Trade Union Strategies to meet the Challenges of Neo-liberal Globalisation and the Informalisation of Work: Cases of Indonesia and Singapore

The most important revolutionary force at work in the Third World today is not communism or socialism but capitalism… Robinson, 1986 

Indonesiaand Singaporeare two neighboring countries which geographically located in Southeast Asiaregion. Both countries have unique characteristic that distinguish them in term of economic, social, political and cultural. For example, Indonesiais a large country[1] (BPS, 2000) and rich in agricultural products and mining, but its Human Development Index (HDI, 2007) is on 111th. Singapore, on the other hand, according to A.T Kearney/Foreign Policy Globalization Index is categorized as one of the world’s most globalized nations (2006) with its HDI in 23rd despite its territory is only about 710,2 sq km (SDS, 2008). Singaporean per capita income is USD 49,704 compared to USD 3,712 of Indonesian. Referring to these reports Singapore is categorized under the group of developed countries while Indonesia is under developing countries group

Indonesiauniquely is the only member of ASEAN (the Association of Southeast Asian Notions) joint with G20 members. This situation puts Indonesia to become a country which must have economic policies and market that will be a best option to capitalize the G20 membership in order to advance its interests, especially as it provide an avenue to engage itself with countries of the G8 as a ‘global steering group’ on high profile and priority issues. Meanwhile, Singapore has already provided political stability and economic security with good infrastructure which placed itself as a regional hub for international finance, trade services, telecommunications, tourism and, more recently, in the area of arts and culture (Velayutham, 2007). 

This paper will discuss roles and strategies taken byIndonesiaandSingaporeunions in dealing with during their existence and challenges they must face with under neo-liberal globalization and restrictive system of labor law.

Union’s Strategies along the Road, now Faced with Informalization of Work: Indonesia

Glassbuner (2007) said that labor movement in Indonesia had started since 1908 and influenced by nationalist aspirations for freedom. Political and ideological considerations had frequently been more important that economic demands. During Dutch colonialism, “labor union” was affiliated to political parties which, in general, struggled for Indonesian independence. For example, armed labour units called lasykar buruh were involved in defending workplaces against enemy force and were known to have seized foreign-owned production facilities in the nationalist cause. (Hutchison and Brown, 2001).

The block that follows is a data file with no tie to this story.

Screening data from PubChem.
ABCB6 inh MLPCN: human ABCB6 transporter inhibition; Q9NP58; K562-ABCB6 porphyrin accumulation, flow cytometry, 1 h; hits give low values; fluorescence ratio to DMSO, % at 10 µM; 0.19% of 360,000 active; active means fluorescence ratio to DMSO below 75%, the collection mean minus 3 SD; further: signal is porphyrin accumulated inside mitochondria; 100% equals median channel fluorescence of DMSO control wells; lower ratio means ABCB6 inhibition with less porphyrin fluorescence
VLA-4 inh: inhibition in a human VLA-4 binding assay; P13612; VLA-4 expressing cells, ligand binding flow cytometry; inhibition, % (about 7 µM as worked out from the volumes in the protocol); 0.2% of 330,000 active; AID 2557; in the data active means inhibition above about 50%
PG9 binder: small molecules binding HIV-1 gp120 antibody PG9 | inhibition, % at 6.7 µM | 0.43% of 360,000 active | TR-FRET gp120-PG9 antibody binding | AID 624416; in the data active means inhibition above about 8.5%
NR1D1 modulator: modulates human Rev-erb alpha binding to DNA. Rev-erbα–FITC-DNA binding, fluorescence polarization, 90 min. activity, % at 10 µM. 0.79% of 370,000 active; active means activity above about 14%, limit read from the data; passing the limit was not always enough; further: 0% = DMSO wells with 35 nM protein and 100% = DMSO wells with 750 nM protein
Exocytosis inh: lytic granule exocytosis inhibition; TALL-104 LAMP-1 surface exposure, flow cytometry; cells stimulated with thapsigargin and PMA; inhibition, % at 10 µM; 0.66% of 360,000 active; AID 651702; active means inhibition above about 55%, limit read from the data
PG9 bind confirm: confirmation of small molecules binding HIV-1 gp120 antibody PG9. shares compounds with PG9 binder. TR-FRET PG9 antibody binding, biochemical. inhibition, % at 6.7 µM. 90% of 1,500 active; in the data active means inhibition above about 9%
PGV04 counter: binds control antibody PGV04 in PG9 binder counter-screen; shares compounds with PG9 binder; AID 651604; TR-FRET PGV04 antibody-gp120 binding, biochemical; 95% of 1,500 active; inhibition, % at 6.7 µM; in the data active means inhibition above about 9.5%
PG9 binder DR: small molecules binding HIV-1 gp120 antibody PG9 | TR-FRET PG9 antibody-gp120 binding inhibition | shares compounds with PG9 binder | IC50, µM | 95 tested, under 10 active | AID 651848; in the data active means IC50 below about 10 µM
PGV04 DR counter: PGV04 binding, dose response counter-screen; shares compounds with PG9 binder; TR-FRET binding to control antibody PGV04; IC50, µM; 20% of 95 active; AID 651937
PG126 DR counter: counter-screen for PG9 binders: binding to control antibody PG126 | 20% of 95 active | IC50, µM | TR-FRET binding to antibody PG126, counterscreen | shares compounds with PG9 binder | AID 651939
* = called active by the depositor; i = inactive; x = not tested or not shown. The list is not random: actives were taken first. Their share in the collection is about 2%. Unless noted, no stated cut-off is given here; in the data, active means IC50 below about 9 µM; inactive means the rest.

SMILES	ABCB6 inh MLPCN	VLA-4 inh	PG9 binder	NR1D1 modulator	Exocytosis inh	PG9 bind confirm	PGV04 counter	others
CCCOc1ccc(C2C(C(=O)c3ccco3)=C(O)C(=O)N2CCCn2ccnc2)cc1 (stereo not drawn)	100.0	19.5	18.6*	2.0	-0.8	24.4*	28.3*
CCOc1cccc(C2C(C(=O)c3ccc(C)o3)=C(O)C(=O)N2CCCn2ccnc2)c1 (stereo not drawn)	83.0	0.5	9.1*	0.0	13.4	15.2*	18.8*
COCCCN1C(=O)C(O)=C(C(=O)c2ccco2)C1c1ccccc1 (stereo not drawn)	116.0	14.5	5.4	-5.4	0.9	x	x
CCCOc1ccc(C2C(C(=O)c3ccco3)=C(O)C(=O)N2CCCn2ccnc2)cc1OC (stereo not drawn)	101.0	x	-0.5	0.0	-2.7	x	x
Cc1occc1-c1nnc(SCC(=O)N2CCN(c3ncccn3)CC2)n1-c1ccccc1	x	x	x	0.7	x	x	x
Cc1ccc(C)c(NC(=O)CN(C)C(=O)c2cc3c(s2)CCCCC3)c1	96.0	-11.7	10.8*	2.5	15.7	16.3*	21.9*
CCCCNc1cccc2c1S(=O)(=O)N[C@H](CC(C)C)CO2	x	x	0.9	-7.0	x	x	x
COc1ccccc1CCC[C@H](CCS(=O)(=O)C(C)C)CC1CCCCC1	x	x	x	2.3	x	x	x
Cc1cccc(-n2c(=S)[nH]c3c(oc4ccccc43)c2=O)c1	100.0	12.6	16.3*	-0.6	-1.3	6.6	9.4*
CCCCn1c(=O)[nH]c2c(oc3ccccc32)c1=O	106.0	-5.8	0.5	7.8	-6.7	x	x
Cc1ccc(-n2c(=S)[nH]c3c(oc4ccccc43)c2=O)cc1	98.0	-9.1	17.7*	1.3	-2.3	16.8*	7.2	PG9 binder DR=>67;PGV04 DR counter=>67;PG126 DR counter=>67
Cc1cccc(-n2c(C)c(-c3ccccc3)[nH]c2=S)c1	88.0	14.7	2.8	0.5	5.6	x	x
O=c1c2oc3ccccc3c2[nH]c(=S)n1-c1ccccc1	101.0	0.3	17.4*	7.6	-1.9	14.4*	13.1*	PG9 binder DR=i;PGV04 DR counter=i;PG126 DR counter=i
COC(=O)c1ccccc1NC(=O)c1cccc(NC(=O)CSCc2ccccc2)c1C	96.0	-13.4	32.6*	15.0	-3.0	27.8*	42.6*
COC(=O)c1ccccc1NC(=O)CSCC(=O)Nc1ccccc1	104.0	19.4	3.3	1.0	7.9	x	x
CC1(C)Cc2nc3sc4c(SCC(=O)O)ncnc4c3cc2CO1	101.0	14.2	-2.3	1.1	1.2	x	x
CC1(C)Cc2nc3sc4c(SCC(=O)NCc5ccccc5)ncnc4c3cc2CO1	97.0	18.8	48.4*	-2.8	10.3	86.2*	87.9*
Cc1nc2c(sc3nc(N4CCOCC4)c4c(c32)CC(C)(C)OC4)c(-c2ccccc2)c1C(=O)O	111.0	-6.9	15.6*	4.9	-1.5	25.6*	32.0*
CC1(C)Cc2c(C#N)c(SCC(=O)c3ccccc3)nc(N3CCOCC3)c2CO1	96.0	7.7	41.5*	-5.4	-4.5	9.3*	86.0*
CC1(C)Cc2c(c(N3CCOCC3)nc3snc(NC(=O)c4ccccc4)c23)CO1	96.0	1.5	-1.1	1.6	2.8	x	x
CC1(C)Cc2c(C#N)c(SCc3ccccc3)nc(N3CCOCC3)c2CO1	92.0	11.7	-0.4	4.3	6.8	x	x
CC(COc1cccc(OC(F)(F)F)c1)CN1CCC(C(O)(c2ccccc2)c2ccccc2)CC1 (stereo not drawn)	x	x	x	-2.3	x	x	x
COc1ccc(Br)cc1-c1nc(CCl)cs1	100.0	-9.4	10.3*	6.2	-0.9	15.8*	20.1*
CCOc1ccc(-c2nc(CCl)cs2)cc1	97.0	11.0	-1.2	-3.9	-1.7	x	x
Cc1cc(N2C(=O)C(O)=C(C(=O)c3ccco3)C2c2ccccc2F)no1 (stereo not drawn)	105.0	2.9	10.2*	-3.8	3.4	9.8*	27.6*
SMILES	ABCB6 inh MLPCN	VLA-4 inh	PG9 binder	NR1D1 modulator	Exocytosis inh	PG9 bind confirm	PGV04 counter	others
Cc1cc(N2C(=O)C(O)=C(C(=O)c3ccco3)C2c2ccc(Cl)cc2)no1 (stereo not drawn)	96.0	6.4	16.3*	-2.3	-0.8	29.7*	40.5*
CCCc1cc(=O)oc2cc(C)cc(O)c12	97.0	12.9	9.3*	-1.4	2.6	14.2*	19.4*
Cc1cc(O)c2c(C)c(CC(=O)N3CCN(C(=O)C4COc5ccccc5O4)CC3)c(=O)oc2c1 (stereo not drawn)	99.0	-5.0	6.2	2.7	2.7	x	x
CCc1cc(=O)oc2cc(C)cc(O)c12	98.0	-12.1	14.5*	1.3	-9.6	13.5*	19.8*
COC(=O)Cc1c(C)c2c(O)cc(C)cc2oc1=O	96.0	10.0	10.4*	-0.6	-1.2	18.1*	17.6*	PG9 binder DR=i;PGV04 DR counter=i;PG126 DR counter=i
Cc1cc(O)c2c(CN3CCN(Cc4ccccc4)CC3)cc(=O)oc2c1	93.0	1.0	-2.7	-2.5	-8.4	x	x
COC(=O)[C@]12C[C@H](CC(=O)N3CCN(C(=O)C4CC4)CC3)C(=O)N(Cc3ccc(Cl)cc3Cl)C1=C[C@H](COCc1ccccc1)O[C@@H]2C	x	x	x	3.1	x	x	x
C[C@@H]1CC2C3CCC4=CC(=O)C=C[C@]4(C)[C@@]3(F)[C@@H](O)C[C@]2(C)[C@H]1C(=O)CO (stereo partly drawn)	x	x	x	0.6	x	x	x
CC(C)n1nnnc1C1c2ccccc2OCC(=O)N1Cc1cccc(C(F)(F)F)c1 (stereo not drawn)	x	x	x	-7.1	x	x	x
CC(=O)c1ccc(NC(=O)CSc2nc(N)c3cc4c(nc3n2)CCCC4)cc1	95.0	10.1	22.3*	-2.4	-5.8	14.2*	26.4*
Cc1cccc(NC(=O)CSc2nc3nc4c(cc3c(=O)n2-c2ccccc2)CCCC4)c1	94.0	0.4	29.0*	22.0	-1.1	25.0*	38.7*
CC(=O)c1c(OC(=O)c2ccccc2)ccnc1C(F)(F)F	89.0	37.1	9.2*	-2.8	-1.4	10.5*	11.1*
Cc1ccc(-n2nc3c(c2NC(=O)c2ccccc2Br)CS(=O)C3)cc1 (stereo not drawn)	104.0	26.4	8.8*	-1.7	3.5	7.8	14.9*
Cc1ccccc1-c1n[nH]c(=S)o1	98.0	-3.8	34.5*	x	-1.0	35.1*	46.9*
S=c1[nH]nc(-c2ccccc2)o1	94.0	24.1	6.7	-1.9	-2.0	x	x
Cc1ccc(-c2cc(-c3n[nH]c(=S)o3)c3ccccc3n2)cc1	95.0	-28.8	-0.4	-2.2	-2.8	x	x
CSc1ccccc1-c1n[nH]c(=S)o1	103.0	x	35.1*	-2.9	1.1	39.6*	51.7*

During 1950s, Indonesian labor movement became stronger, probably the strongest in Indonesian labor movement history, reflected by better legal protection toward workers. For instance: at that times government decided to set working hours at 40 hours/week whereas most other countries still standardized 44-48 working hours per week, enacted Law No21/1954 on Collective Bargaining, ratified ILO Convention No 98/1949 concerning Right to Organize and Collective Bargaining. However, after this golden period, Indonesian labor movement had turned dramatically from “revolutionary nationalism”[2]into centralistic one following approach taken and imposed to every single social and political entity by New Order regime under Soeharto. Centralistic nature of the movement were represented by single union FBSI (Federasi Buruh Seluruh Indonesia) which in 1985 transformed itself into SPSI (Serikat Pekerja Seluruh Indonesia) and finally into FPSI (Federasi Pekerja Seluruh Indonesia). During his leadership, freedom of association was not hindered, but workers must be member of FSPSI[3]; workers were tamed and controlled by using military and police forces, and as a result new order became paradise for foreign investors and domestic capitalist cronies (Heryanto and Mandal, 2004).